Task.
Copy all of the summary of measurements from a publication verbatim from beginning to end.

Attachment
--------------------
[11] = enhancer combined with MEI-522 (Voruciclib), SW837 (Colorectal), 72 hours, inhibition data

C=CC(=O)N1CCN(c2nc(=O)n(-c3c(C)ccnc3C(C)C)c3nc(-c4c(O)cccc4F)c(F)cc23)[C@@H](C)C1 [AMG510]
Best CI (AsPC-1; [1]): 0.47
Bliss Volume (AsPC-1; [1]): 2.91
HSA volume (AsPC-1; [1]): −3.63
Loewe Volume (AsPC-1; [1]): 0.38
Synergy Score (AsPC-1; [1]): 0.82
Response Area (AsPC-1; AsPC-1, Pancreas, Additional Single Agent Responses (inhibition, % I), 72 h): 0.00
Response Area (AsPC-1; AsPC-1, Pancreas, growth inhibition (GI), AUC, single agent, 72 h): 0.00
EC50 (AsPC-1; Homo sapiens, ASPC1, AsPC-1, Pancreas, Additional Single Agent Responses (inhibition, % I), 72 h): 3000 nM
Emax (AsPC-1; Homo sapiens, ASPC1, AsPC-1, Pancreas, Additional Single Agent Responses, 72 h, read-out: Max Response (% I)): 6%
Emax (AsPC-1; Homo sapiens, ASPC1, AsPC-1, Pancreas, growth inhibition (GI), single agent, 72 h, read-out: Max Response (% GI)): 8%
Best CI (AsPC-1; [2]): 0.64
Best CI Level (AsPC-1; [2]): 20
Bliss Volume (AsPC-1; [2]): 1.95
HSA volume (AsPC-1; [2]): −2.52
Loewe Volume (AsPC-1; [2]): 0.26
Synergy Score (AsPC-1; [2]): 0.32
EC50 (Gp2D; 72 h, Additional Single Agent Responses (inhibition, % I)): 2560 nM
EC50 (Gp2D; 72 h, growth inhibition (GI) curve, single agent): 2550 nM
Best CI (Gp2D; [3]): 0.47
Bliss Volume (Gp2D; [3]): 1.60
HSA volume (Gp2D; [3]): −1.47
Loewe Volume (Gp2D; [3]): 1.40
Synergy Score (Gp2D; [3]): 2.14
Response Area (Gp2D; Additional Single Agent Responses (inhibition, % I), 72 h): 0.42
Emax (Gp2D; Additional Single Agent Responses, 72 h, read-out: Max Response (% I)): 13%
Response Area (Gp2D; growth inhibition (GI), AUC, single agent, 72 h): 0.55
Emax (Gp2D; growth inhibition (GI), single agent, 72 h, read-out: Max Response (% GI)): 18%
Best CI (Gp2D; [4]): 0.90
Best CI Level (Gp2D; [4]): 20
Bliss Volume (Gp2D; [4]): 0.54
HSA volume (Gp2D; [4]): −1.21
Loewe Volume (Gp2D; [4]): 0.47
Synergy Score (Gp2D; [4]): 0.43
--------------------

[11] = enhancer combined with MEI-522 (Voruciclib), SW837 (Colorectal), 72 hours, inhibition data

C=CC(=O)N1CCN(c2nc(=O)n(-c3c(C)ccnc3C(C)C)c3nc(-c4c(O)cccc4F)c(F)cc23)[C@@H](C)C1 [AMG510]
Best CI (AsPC-1; [1]): 0.47
Bliss Volume (AsPC-1; [1]): 2.91
HSA volume (AsPC-1; [1]): −3.63
Loewe Volume (AsPC-1; [1]): 0.38
Synergy Score (AsPC-1; [1]): 0.82
Response Area (AsPC-1; AsPC-1, Pancreas, Additional Single Agent Responses (inhibition, % I), 72 h): 0.00
Response Area (AsPC-1; AsPC-1, Pancreas, growth inhibition (GI), AUC, single agent, 72 h): 0.00
EC50 (AsPC-1; Homo sapiens, ASPC1, AsPC-1, Pancreas, Additional Single Agent Responses (inhibition, % I), 72 h): 3000 nM
Emax (AsPC-1; Homo sapiens, ASPC1, AsPC-1, Pancreas, Additional Single Agent Responses, 72 h, read-out: Max Response (% I)): 6%
Emax (AsPC-1; Homo sapiens, ASPC1, AsPC-1, Pancreas, growth inhibition (GI), single agent, 72 h, read-out: Max Response (% GI)): 8%
Best CI (AsPC-1; [2]): 0.64
Best CI Level (AsPC-1; [2]): 20
Bliss Volume (AsPC-1; [2]): 1.95
HSA volume (AsPC-1; [2]): −2.52
Loewe Volume (AsPC-1; [2]): 0.26
Synergy Score (AsPC-1; [2]): 0.32
EC50 (Gp2D; 72 h, Additional Single Agent Responses (inhibition, % I)): 2560 nM
EC50 (Gp2D; 72 h, growth inhibition (GI) curve, single agent): 2550 nM
Best CI (Gp2D; [3]): 0.47
Bliss Volume (Gp2D; [3]): 1.60
HSA volume (Gp2D; [3]): −1.47
Loewe Volume (Gp2D; [3]): 1.40
Synergy Score (Gp2D; [3]): 2.14
Response Area (Gp2D; Additional Single Agent Responses (inhibition, % I), 72 h): 0.42
Emax (Gp2D; Additional Single Agent Responses, 72 h, read-out: Max Response (% I)): 13%
Response Area (Gp2D; growth inhibition (GI), AUC, single agent, 72 h): 0.55
Emax (Gp2D; growth inhibition (GI), single agent, 72 h, read-out: Max Response (% GI)): 18%
Best CI (Gp2D; [4]): 0.90
Best CI Level (Gp2D; [4]): 20
Bliss Volume (Gp2D; [4]): 0.54
HSA volume (Gp2D; [4]): −1.21
Loewe Volume (Gp2D; [4]): 0.47
Synergy Score (Gp2D; [4]): 0.43